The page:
Coronavirus sparks US dollar dilemma for China as Federal Reserve ramps up easing

Orange Wang

To sell or not to sell? That is the question for Beijing as it looks at its United States Treasury holdings.

Analysts say China, which is hoarding about US$1.1 trillion worth of US government bonds in its foreign reserves, is facing a dilemma of whether to cut its exposure to the Treasury securities as the US Federal Reserve loosens its monetary policy at an unprecedented level.

For now, a global sell-off of stocks and commodities over coronavirus fears has seen investors scramble for the stability offered by the US dollar, pushing up its value.

In the long run, however, the decision by the US central bank to slash rates and boost purchases of securities has undermined the US dollar’s role as an anchor currency and lowered yields on US government bonds. Yields of one-month and three-month Treasury bills dropped below zero this week.

The Chinese government has so far been mute over the value of the US dollar and the Federal Reserve policy. When the US central bank embarked on quantitative easing during the global financial crisis in 2008, China’s then-premier Wen Jiabao said in March 2009 that he was “worried” about the safety of Chinese investments in US treasuries and urged the Federal Reserve to ensure the “safety” of Chinese investments.

Similar concerns and displeasure has emerged in China recently over US monetary easing.

Monetary policy easing by the US was “turning on the dollar printing machine”, said Xiao Gang, the former chairman of the China Securities Regulatory Commission, in an interview with the official Chinese People’s Political Consultative Conference Journal.

Xiao, who stepped down in early 2016 after a stock market rout, said the US was misusing its “dollar hegemony” to “pass its own crisis to the rest of the world”. He warned that the bank’s unprecedented easing in the form of securities purchases would result in “depreciation of the dollar’s value”.

Ren Zeping, an economist who worked for leading Chinese property developer Evergrande, wrote in a note that the US easing was an “irresponsible” way of sharing its own losses with the rest of the world.

“China should sell US government bonds and cut holdings of dollar-denominated assets. Instead, China should buy gold, oil, natural gas, iron ore, land, farm products as well as stakes in hi-tech firms on a massive scale,” he said.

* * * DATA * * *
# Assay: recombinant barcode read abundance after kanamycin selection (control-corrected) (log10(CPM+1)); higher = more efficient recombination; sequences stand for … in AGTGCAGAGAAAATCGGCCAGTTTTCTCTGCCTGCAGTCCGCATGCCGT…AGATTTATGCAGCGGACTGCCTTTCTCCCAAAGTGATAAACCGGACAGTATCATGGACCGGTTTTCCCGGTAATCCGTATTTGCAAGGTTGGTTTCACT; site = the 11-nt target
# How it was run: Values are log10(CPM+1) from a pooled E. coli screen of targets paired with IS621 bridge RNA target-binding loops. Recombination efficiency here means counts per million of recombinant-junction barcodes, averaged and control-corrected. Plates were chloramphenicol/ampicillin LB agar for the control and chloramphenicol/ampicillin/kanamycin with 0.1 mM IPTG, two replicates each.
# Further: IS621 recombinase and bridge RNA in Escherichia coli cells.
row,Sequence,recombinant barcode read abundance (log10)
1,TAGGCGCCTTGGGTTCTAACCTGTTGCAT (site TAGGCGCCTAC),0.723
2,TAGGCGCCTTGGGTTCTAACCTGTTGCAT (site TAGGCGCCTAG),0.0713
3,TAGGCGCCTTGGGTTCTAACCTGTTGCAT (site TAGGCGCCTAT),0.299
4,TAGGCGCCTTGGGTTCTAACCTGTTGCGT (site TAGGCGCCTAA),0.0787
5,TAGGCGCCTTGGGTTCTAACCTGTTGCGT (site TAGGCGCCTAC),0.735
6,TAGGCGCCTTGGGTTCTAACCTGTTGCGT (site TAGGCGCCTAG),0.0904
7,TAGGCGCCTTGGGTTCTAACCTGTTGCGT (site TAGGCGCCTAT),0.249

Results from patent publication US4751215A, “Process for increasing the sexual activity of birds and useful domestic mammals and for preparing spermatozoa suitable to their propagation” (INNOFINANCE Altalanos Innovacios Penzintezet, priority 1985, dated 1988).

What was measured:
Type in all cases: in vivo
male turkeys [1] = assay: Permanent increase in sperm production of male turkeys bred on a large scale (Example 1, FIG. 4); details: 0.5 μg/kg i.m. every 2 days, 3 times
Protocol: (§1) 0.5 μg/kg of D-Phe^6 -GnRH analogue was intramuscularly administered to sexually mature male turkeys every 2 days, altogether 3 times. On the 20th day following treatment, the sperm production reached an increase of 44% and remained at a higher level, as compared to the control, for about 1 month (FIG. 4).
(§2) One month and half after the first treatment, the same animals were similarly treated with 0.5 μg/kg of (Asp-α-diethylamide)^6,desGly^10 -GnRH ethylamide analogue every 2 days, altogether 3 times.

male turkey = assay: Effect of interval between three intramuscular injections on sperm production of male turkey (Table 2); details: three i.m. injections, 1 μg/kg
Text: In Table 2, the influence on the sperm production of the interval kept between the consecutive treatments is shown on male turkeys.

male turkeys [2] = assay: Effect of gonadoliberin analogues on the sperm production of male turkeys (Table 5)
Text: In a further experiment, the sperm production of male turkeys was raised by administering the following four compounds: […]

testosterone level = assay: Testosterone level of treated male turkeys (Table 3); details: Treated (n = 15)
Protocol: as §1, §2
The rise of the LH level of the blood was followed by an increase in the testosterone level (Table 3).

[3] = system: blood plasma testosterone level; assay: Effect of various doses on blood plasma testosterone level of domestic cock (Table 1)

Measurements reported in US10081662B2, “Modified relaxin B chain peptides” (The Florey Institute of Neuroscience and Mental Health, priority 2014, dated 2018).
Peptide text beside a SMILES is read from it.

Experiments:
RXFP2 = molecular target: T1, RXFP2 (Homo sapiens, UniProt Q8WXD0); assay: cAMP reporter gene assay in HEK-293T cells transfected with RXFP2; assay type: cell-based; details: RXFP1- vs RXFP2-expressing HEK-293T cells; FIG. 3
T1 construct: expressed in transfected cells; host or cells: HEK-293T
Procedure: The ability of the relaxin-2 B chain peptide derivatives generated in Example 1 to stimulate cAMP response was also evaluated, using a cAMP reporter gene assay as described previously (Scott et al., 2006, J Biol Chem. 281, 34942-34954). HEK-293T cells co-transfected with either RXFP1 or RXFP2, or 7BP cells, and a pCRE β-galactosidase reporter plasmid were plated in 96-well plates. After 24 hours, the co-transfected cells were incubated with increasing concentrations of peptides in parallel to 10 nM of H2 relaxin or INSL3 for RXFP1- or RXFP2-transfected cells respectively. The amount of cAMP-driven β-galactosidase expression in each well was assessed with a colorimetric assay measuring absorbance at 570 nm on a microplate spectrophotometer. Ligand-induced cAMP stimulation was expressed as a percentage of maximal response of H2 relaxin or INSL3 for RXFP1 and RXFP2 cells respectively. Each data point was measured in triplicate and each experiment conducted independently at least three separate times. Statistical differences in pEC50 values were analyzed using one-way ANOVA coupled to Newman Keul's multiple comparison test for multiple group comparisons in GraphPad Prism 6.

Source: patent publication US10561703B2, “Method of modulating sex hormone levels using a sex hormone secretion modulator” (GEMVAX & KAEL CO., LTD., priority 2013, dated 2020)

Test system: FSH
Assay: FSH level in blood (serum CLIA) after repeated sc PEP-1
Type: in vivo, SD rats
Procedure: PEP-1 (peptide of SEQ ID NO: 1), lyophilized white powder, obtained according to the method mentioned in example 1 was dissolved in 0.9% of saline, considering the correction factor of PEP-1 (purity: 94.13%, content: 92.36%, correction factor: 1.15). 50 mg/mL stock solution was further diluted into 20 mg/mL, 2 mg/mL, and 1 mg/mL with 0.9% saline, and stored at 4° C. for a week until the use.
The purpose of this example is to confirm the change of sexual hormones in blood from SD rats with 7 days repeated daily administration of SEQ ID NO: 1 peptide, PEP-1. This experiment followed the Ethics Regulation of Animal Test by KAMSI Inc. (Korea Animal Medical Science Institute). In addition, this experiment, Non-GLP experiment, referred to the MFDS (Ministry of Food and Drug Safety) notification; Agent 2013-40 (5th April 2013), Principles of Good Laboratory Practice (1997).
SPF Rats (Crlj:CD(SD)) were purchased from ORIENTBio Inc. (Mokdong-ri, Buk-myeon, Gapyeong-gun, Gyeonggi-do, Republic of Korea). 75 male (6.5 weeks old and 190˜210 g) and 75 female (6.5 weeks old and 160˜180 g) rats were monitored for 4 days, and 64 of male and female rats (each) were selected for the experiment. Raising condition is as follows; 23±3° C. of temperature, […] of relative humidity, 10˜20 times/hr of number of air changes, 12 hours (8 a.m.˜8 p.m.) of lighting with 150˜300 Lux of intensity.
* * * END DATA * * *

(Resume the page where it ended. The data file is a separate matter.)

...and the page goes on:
China’s State Administration of Foreign Exchange, the agency that manages the country’s foreign exchange reserves, does not publish details of its US$3.1 trillion stockpile – guarding it as a top state secret.

But in a rare disclosure last July, it said that US dollar assets accounted for 58 per cent of reserves at the end of 2014, down from 79 per cent in 2005.

China should sell US government bonds and cut holdings of dollar-denominated assets. Instead, China should buy gold, oil, natural gas, iron ore, land, farm products as well as stakes in hi-tech firms on a massive scale,

Ren Zeping

The share of US dollars in China’s reserves is already lower than the global average, which account for 62 per cent of foreign reserves worldwide.

China is the second largest foreign holder of US government debt with US$1.1 trillion of holdings at the end of January, followed by Japan’s holdings of US$1.2 trillion, US Treasury data showed.

Some analysts said China has to stick to the US dollar as it offers the best protection of value during market turmoil.

Hong Hao, the head of research and chief strategist at Bocom International in Hong Kong, said there were limited options to safeguard value and it was unwise for China to sell US dollar treasuries.

“The US dollar, the US bonds, and gold … that’s pretty much all the options,” Hong said. “For China, it’s not possible to change all reserves into cash and put under the pillow.”

Lu Zhengwei, chief economist at the Industrial Bank in Shanghai, said selling US dollar assets was not in line with China’s strategy.

“The foremost purpose of foreign exchange reserves is to preserve value, not to pursue high returns,” Lu said. “In addition, there are really no alternatives … the gold market is too small and the crude market too volatile.”

Li Jie, a researcher of China’s foreign exchange reserves at the Central University of Finance and Economics in Beijing, said the current crisis actually highlighted the importance of the US dollar for China.

“The US dollar is important … the yields of dollar bonds are getting lower, but the currency is getting stronger,” Li said. “It is still a good investment [for China] … and better than gold.”

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